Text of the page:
By Constantinos Psillides
A TOTAL of 120 conscripts in the National Guard (NG) will attend distance learning courses as part of a pilot programme starting in January 2015, Defence Minister Christoforos Fokaides said yesterday.
In a joint press conference with Education Minister Costas Kadis, Fokaides said the army was aiming to help conscripts accumulate credits for their post-service studies
The first 120 conscripts will join a pilot programme. The ministry aims at expanding it to include a larger number of conscripts, although Fokaides refrained from giving specifics. He told the press that the complete long distance learning programme would take effect in September 2015.
The conscripts selected will attend a total of five courses throughout their 24-month military service, which corresponds to almost a full academic year.
According to the education minister, the initiative is launched with the aid of the Cyprus Open University (COU) which uses the European Credit Transfer and Accumulation System (ECTS). ECTS is considered the standard for comparing the study attainment and performance of students of higher education across the EU. Each class successfully completed corresponds to 10 ECTS-credits. A total of 60 ECTS-credits is usually considered equivalent to a full academic year.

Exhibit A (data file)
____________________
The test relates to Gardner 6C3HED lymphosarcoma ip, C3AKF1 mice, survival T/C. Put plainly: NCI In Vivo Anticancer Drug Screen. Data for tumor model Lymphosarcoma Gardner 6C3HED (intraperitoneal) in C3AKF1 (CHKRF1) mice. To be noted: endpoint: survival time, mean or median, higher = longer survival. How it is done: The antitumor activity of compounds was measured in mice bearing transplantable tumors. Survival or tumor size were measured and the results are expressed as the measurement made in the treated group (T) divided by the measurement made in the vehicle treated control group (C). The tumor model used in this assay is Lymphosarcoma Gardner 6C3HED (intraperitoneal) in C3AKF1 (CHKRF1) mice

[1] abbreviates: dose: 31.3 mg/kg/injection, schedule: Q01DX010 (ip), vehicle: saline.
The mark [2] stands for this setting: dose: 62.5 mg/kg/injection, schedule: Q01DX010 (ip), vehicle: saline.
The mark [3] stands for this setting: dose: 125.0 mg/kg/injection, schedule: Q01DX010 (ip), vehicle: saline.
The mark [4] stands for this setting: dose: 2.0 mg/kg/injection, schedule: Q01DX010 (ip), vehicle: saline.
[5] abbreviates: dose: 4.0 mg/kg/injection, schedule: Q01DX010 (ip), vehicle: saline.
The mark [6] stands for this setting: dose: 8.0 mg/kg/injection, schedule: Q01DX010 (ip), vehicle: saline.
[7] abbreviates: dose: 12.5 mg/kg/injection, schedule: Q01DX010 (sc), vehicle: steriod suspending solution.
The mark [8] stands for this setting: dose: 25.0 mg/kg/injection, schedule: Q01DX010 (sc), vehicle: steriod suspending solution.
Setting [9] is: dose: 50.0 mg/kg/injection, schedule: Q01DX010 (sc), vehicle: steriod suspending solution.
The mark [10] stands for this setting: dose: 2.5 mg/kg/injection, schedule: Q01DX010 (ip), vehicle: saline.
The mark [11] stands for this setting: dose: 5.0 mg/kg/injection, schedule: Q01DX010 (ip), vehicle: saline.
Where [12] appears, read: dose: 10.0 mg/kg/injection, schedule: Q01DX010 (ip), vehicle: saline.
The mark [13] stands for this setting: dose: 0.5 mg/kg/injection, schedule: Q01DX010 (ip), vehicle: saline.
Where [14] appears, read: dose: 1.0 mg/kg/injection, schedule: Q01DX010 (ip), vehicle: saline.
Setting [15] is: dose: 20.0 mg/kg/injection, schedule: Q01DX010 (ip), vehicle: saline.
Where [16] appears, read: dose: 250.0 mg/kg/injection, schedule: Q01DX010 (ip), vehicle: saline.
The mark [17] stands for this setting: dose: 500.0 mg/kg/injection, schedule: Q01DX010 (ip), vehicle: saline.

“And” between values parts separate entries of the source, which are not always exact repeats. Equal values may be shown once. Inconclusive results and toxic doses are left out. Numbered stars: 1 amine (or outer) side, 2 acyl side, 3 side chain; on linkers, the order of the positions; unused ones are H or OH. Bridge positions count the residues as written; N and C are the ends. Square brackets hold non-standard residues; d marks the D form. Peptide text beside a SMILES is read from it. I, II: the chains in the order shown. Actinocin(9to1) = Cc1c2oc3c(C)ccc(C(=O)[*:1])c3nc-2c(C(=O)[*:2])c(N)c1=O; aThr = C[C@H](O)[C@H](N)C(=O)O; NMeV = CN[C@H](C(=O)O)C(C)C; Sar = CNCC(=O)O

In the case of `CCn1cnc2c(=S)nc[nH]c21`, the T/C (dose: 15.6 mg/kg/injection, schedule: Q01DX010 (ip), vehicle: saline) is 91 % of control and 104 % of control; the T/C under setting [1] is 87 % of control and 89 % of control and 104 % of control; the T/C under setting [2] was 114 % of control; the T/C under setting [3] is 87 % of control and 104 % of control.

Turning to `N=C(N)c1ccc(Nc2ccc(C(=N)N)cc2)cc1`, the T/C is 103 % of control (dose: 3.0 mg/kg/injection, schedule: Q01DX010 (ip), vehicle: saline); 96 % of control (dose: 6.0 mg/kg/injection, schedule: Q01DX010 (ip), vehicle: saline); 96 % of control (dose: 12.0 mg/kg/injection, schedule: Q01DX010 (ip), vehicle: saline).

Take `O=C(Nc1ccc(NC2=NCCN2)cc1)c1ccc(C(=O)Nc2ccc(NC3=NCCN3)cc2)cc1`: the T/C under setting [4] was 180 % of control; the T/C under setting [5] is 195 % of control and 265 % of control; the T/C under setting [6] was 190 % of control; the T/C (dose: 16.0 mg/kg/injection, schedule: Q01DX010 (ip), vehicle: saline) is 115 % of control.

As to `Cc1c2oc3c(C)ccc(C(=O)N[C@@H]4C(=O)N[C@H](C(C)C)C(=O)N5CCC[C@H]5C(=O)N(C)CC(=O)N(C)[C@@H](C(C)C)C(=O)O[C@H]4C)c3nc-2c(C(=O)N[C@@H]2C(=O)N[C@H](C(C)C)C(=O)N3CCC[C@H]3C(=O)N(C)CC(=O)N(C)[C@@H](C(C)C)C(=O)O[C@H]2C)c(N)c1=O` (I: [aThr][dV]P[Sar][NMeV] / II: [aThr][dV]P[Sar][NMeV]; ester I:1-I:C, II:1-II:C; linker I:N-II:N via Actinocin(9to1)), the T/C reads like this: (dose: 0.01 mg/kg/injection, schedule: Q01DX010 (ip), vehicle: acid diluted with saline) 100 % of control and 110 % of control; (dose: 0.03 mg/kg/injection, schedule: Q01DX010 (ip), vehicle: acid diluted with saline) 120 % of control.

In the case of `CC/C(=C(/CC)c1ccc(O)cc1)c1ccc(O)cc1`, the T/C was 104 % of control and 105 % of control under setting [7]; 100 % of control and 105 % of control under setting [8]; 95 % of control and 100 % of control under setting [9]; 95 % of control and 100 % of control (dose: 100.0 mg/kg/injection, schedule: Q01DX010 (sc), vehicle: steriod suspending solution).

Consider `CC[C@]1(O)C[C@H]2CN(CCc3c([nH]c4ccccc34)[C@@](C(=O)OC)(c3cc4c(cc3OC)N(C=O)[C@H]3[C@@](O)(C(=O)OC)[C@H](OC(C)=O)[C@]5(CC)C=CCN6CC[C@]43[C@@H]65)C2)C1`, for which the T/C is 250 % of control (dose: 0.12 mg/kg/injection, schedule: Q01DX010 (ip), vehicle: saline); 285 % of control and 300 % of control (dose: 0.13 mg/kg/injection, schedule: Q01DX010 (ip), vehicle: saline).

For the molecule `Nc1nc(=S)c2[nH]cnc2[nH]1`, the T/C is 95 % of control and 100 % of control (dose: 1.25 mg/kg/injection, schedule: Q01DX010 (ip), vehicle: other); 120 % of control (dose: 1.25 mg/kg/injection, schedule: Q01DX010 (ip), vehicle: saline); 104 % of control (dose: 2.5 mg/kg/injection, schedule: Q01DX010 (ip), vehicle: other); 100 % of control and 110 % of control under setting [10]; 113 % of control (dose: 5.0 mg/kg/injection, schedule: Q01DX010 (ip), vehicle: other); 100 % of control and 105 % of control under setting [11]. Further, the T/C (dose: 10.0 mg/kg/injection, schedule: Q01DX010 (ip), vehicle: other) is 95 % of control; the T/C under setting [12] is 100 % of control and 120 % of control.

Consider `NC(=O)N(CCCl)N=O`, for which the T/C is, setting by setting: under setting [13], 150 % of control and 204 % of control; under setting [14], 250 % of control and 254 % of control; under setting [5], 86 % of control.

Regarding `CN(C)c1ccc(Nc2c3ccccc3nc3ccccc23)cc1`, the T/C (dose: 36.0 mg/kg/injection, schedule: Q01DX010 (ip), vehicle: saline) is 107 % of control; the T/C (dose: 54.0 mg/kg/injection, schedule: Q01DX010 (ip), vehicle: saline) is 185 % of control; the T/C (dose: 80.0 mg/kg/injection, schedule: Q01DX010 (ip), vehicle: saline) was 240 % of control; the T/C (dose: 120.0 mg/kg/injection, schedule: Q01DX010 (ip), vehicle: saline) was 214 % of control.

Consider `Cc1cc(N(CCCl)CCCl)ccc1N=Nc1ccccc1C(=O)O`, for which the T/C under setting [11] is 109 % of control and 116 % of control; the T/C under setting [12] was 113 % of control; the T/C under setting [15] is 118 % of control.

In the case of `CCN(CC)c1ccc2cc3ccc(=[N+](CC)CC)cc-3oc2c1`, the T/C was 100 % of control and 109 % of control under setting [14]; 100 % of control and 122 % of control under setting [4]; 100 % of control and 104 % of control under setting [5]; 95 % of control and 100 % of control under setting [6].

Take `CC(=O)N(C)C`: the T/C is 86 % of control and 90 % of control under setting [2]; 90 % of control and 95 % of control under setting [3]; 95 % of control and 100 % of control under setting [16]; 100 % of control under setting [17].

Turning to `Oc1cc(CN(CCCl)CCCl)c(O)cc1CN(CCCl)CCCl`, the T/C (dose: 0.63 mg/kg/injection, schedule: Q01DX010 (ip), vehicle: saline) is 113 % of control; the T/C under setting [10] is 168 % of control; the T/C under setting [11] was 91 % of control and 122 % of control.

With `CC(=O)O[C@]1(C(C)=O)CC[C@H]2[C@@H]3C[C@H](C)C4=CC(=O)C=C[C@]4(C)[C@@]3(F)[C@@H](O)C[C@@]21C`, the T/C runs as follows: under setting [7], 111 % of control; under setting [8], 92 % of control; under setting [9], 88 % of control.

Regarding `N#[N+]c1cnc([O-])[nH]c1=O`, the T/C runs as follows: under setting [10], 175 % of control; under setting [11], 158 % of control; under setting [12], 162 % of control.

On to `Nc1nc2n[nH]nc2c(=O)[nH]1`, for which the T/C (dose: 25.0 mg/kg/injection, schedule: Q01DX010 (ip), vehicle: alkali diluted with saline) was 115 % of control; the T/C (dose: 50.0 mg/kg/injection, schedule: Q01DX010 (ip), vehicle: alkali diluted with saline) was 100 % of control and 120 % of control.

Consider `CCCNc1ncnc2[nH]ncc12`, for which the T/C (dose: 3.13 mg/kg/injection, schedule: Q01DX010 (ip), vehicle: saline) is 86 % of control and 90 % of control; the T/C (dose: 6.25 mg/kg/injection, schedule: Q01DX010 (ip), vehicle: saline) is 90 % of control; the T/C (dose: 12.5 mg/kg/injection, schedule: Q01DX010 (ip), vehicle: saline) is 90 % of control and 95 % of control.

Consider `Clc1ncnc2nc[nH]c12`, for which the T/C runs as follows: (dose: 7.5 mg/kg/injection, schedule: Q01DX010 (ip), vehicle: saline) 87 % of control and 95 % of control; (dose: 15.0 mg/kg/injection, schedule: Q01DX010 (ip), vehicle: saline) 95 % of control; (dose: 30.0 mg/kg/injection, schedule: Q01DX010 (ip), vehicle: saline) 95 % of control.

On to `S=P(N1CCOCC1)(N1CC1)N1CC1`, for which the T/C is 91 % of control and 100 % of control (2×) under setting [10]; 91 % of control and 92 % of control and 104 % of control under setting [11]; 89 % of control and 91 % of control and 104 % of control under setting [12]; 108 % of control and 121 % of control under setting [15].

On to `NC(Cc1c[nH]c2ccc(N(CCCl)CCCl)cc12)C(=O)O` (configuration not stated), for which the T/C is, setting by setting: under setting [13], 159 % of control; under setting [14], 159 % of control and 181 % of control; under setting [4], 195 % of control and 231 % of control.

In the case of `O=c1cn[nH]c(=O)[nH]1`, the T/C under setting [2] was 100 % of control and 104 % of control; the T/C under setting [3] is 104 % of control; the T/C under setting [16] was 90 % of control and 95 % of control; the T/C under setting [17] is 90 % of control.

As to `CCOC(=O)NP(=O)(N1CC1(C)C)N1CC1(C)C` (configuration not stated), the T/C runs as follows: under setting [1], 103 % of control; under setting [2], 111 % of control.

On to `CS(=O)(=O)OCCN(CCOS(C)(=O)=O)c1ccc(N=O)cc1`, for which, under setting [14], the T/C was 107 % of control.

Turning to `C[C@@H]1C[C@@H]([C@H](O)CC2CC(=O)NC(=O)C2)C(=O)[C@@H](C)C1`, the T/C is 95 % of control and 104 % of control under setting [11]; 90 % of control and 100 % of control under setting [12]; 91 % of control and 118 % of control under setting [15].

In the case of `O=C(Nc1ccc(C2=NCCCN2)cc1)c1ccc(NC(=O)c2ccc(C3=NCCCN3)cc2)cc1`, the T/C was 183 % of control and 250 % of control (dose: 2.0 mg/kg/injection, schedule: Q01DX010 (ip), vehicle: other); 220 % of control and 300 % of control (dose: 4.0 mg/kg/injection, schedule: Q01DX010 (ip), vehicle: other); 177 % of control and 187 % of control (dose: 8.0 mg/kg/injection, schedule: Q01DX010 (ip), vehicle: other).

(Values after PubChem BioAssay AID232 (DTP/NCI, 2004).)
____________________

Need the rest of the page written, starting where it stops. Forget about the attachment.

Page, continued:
“We expect this to benefit not only them but their families also. Through this initiative their stay at a university will be decreased since their will already have completed some courses, which in turn means that they would join the workforce earlier. At the same time they will use their leisure time in the army productively and get acquainted with new technologies,” said Kadis.
The university fees, coming up to €36,000, will be covered by both the defence and education ministries.
The conscripts selected for the pilot programme will come from forward garrisons or other remote army camps, said Fokaides, stressing that their selection would be carried out based on their economic status. The conscripts will attend classes in their free time so that their military service isn’t affected.
“Our goal is to make military service as useful and productive for our soldiers as possible. This is only the first one of a number of initiatives we are working on,” said Fokaides, explaining that offering this service would also decrease draft-dodging.
COU professor Costas Christou said that courses would be tailored to accommodate the needs of the conscripts selected. Christou specified that the courses would concern e-business, computer studies or learning a foreign language but he didn’t exclude other courses if the need arose.